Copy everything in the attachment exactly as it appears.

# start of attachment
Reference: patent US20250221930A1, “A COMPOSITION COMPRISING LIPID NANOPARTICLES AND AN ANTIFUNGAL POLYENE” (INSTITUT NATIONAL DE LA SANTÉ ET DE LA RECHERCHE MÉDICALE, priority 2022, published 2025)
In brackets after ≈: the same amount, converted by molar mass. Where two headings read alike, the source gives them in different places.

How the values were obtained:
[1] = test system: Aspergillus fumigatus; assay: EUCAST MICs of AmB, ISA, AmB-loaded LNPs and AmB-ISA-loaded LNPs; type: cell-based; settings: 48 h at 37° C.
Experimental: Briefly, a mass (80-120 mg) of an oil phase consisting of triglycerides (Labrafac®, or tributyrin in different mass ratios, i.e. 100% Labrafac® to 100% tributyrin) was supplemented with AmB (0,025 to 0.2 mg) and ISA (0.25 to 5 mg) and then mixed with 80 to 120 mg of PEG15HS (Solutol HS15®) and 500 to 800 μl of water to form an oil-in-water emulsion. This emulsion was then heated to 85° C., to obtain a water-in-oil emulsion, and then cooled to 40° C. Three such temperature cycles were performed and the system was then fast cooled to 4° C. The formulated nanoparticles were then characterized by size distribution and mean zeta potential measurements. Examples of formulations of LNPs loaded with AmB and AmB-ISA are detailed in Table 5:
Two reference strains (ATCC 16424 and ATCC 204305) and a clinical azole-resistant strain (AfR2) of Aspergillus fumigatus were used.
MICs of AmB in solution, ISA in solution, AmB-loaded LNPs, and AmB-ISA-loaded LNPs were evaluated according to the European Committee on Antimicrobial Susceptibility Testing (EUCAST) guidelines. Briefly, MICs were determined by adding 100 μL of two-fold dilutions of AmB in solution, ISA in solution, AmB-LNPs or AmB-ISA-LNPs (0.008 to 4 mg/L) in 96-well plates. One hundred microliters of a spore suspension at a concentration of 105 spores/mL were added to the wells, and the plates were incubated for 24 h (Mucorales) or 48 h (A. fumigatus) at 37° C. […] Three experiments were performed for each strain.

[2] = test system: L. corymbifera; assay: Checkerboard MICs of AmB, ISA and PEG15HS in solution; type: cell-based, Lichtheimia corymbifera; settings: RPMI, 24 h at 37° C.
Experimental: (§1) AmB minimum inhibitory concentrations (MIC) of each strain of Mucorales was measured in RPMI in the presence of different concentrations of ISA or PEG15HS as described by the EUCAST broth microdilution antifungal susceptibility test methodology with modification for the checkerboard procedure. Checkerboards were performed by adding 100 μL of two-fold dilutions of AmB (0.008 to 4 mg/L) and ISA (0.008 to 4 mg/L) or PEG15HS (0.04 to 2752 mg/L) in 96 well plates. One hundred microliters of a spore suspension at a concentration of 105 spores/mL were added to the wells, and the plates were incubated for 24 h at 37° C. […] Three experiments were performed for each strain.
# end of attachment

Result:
Reference: patent US20250221930A1, “A COMPOSITION COMPRISING LIPID NANOPARTICLES AND AN ANTIFUNGAL POLYENE” (INSTITUT NATIONAL DE LA SANTÉ ET DE LA RECHERCHE MÉDICALE, priority 2022, published 2025)
In brackets after ≈: the same amount, converted by molar mass. Where two headings read alike, the source gives them in different places.

How the values were obtained:
[1] = test system: Aspergillus fumigatus; assay: EUCAST MICs of AmB, ISA, AmB-loaded LNPs and AmB-ISA-loaded LNPs; type: cell-based; settings: 48 h at 37° C.
Experimental: Briefly, a mass (80-120 mg) of an oil phase consisting of triglycerides (Labrafac®, or tributyrin in different mass ratios, i.e. 100% Labrafac® to 100% tributyrin) was supplemented with AmB (0,025 to 0.2 mg) and ISA (0.25 to 5 mg) and then mixed with 80 to 120 mg of PEG15HS (Solutol HS15®) and 500 to 800 μl of water to form an oil-in-water emulsion. This emulsion was then heated to 85° C., to obtain a water-in-oil emulsion, and then cooled to 40° C. Three such temperature cycles were performed and the system was then fast cooled to 4° C. The formulated nanoparticles were then characterized by size distribution and mean zeta potential measurements. Examples of formulations of LNPs loaded with AmB and AmB-ISA are detailed in Table 5:
Two reference strains (ATCC 16424 and ATCC 204305) and a clinical azole-resistant strain (AfR2) of Aspergillus fumigatus were used.
MICs of AmB in solution, ISA in solution, AmB-loaded LNPs, and AmB-ISA-loaded LNPs were evaluated according to the European Committee on Antimicrobial Susceptibility Testing (EUCAST) guidelines. Briefly, MICs were determined by adding 100 μL of two-fold dilutions of AmB in solution, ISA in solution, AmB-LNPs or AmB-ISA-LNPs (0.008 to 4 mg/L) in 96-well plates. One hundred microliters of a spore suspension at a concentration of 105 spores/mL were added to the wells, and the plates were incubated for 24 h (Mucorales) or 48 h (A. fumigatus) at 37° C. […] Three experiments were performed for each strain.

[2] = test system: L. corymbifera; assay: Checkerboard MICs of AmB, ISA and PEG15HS in solution; type: cell-based, Lichtheimia corymbifera; settings: RPMI, 24 h at 37° C.
Experimental: (§1) AmB minimum inhibitory concentrations (MIC) of each strain of Mucorales was measured in RPMI in the presence of different concentrations of ISA or PEG15HS as described by the EUCAST broth microdilution antifungal susceptibility test methodology with modification for the checkerboard procedure. Checkerboards were performed by adding 100 μL of two-fold dilutions of AmB (0.008 to 4 mg/L) and ISA (0.008 to 4 mg/L) or PEG15HS (0.04 to 2752 mg/L) in 96 well plates. One hundred microliters of a spore suspension at a concentration of 105 spores/mL were added to the wells, and the plates were incubated for 24 h at 37° C. […] Three experiments were performed for each strain.